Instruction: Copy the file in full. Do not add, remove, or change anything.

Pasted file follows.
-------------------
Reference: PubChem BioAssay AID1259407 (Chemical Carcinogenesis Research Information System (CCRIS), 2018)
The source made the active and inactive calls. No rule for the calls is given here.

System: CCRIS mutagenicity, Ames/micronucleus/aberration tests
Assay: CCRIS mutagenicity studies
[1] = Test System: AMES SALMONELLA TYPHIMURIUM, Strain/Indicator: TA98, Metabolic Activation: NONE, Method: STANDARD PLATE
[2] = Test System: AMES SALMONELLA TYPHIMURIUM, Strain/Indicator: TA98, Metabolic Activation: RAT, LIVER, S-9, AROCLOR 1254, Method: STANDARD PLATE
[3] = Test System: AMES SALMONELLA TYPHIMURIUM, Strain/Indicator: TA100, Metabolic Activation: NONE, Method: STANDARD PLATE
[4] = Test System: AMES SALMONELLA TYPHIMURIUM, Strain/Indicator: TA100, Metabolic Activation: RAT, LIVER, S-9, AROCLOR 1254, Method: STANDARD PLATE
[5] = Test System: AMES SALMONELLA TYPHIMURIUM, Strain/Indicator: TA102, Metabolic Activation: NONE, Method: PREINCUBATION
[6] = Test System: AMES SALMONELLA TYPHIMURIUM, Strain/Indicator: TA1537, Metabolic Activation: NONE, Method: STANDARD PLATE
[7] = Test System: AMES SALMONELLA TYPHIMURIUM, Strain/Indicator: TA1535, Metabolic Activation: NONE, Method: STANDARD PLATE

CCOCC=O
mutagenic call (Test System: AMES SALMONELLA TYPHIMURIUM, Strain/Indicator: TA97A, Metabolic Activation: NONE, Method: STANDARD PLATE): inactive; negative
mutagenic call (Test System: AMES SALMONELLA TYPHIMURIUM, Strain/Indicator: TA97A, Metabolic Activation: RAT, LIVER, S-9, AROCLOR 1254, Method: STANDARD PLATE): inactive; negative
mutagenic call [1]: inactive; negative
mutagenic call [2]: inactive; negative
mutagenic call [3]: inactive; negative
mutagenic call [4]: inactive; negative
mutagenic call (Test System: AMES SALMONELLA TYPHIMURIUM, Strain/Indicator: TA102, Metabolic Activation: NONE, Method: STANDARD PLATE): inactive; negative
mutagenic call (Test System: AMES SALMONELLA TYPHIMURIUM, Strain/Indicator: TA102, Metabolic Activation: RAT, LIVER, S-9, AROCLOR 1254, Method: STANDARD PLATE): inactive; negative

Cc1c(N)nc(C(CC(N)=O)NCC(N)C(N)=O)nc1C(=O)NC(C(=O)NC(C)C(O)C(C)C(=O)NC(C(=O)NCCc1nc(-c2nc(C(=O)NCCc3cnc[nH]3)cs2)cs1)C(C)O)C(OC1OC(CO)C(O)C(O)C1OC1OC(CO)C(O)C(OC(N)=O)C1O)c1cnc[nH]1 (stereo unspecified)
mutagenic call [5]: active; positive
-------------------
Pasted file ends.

Reference: PubChem BioAssay AID1259407 (Chemical Carcinogenesis Research Information System (CCRIS), 2018)
The source made the active and inactive calls. No rule for the calls is given here.

System: CCRIS mutagenicity, Ames/micronucleus/aberration tests
Assay: CCRIS mutagenicity studies
[1] = Test System: AMES SALMONELLA TYPHIMURIUM, Strain/Indicator: TA98, Metabolic Activation: NONE, Method: STANDARD PLATE
[2] = Test System: AMES SALMONELLA TYPHIMURIUM, Strain/Indicator: TA98, Metabolic Activation: RAT, LIVER, S-9, AROCLOR 1254, Method: STANDARD PLATE
[3] = Test System: AMES SALMONELLA TYPHIMURIUM, Strain/Indicator: TA100, Metabolic Activation: NONE, Method: STANDARD PLATE
[4] = Test System: AMES SALMONELLA TYPHIMURIUM, Strain/Indicator: TA100, Metabolic Activation: RAT, LIVER, S-9, AROCLOR 1254, Method: STANDARD PLATE
[5] = Test System: AMES SALMONELLA TYPHIMURIUM, Strain/Indicator: TA102, Metabolic Activation: NONE, Method: PREINCUBATION
[6] = Test System: AMES SALMONELLA TYPHIMURIUM, Strain/Indicator: TA1537, Metabolic Activation: NONE, Method: STANDARD PLATE
[7] = Test System: AMES SALMONELLA TYPHIMURIUM, Strain/Indicator: TA1535, Metabolic Activation: NONE, Method: STANDARD PLATE

CCOCC=O
mutagenic call (Test System: AMES SALMONELLA TYPHIMURIUM, Strain/Indicator: TA97A, Metabolic Activation: NONE, Method: STANDARD PLATE): inactive; negative
mutagenic call (Test System: AMES SALMONELLA TYPHIMURIUM, Strain/Indicator: TA97A, Metabolic Activation: RAT, LIVER, S-9, AROCLOR 1254, Method: STANDARD PLATE): inactive; negative
mutagenic call [1]: inactive; negative
mutagenic call [2]: inactive; negative
mutagenic call [3]: inactive; negative
mutagenic call [4]: inactive; negative
mutagenic call (Test System: AMES SALMONELLA TYPHIMURIUM, Strain/Indicator: TA102, Metabolic Activation: NONE, Method: STANDARD PLATE): inactive; negative
mutagenic call (Test System: AMES SALMONELLA TYPHIMURIUM, Strain/Indicator: TA102, Metabolic Activation: RAT, LIVER, S-9, AROCLOR 1254, Method: STANDARD PLATE): inactive; negative

Cc1c(N)nc(C(CC(N)=O)NCC(N)C(N)=O)nc1C(=O)NC(C(=O)NC(C)C(O)C(C)C(=O)NC(C(=O)NCCc1nc(-c2nc(C(=O)NCCc3cnc[nH]3)cs2)cs1)C(C)O)C(OC1OC(CO)C(O)C(O)C1OC1OC(CO)C(O)C(OC(N)=O)C1O)c1cnc[nH]1 (stereo unspecified)
mutagenic call [5]: active; positive